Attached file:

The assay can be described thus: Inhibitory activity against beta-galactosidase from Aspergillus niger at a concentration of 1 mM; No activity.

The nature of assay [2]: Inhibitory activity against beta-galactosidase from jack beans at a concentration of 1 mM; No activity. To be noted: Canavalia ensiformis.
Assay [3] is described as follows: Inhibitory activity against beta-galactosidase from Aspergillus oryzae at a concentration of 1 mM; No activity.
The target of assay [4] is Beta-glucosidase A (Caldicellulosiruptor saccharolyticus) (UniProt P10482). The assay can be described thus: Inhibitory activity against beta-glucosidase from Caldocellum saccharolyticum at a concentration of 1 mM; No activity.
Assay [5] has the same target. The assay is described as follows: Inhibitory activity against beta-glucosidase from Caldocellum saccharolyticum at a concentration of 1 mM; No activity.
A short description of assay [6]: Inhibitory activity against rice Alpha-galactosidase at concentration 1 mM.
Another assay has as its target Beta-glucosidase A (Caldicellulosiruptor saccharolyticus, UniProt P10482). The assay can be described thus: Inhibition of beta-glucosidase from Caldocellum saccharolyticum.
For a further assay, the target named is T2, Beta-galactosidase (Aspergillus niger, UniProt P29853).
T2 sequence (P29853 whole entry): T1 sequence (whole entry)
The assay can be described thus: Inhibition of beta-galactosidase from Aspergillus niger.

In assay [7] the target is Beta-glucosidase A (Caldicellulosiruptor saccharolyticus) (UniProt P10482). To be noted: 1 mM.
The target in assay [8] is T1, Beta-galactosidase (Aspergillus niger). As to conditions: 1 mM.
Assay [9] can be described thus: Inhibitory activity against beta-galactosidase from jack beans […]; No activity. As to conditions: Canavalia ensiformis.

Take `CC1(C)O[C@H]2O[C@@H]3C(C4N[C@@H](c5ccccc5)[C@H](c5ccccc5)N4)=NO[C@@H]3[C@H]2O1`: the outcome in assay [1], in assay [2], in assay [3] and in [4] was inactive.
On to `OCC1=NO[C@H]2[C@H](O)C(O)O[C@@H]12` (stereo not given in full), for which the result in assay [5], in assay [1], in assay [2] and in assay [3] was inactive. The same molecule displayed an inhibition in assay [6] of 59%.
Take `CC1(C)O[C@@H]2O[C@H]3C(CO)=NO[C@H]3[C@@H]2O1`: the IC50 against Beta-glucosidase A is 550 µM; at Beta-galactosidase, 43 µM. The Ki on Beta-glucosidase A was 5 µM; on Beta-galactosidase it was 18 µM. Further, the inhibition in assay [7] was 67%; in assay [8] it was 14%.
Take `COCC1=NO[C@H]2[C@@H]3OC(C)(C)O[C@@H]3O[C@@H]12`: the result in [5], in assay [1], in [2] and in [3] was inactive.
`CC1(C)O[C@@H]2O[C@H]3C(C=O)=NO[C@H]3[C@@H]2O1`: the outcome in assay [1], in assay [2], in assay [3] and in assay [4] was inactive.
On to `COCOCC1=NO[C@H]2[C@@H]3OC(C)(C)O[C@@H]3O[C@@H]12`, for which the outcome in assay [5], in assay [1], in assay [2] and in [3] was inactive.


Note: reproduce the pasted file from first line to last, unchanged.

The assay can be described thus: Inhibitory activity against beta-galactosidase from Aspergillus niger at a concentration of 1 mM; No activity.

The nature of assay [2]: Inhibitory activity against beta-galactosidase from jack beans at a concentration of 1 mM; No activity. To be noted: Canavalia ensiformis.
Assay [3] is described as follows: Inhibitory activity against beta-galactosidase from Aspergillus oryzae at a concentration of 1 mM; No activity.
The target of assay [4] is Beta-glucosidase A (Caldicellulosiruptor saccharolyticus) (UniProt P10482). The assay can be described thus: Inhibitory activity against beta-glucosidase from Caldocellum saccharolyticum at a concentration of 1 mM; No activity.
Assay [5] has the same target. The assay is described as follows: Inhibitory activity against beta-glucosidase from Caldocellum saccharolyticum at a concentration of 1 mM; No activity.
A short description of assay [6]: Inhibitory activity against rice Alpha-galactosidase at concentration 1 mM.
Another assay has as its target Beta-glucosidase A (Caldicellulosiruptor saccharolyticus, UniProt P10482). The assay can be described thus: Inhibition of beta-glucosidase from Caldocellum saccharolyticum.
For a further assay, the target named is T2, Beta-galactosidase (Aspergillus niger, UniProt P29853).
T2 sequence (P29853 whole entry): T1 sequence (whole entry)
The assay can be described thus: Inhibition of beta-galactosidase from Aspergillus niger.

In assay [7] the target is Beta-glucosidase A (Caldicellulosiruptor saccharolyticus) (UniProt P10482). To be noted: 1 mM.
The target in assay [8] is T1, Beta-galactosidase (Aspergillus niger). As to conditions: 1 mM.
Assay [9] can be described thus: Inhibitory activity against beta-galactosidase from jack beans […]; No activity. As to conditions: Canavalia ensiformis.

Take `CC1(C)O[C@H]2O[C@@H]3C(C4N[C@@H](c5ccccc5)[C@H](c5ccccc5)N4)=NO[C@@H]3[C@H]2O1`: the outcome in assay [1], in assay [2], in assay [3] and in [4] was inactive.
On to `OCC1=NO[C@H]2[C@H](O)C(O)O[C@@H]12` (stereo not given in full), for which the result in assay [5], in assay [1], in assay [2] and in assay [3] was inactive. The same molecule displayed an inhibition in assay [6] of 59%.
Take `CC1(C)O[C@@H]2O[C@H]3C(CO)=NO[C@H]3[C@@H]2O1`: the IC50 against Beta-glucosidase A is 550 µM; at Beta-galactosidase, 43 µM. The Ki on Beta-glucosidase A was 5 µM; on Beta-galactosidase it was 18 µM. Further, the inhibition in assay [7] was 67%; in assay [8] it was 14%.
Take `COCC1=NO[C@H]2[C@@H]3OC(C)(C)O[C@@H]3O[C@@H]12`: the result in [5], in assay [1], in [2] and in [3] was inactive.
`CC1(C)O[C@@H]2O[C@H]3C(C=O)=NO[C@H]3[C@@H]2O1`: the outcome in assay [1], in assay [2], in assay [3] and in assay [4] was inactive.
On to `COCOCC1=NO[C@H]2[C@@H]3OC(C)(C)O[C@@H]3O[C@@H]12`, for which the outcome in assay [5], in assay [1], in assay [2] and in [3] was inactive.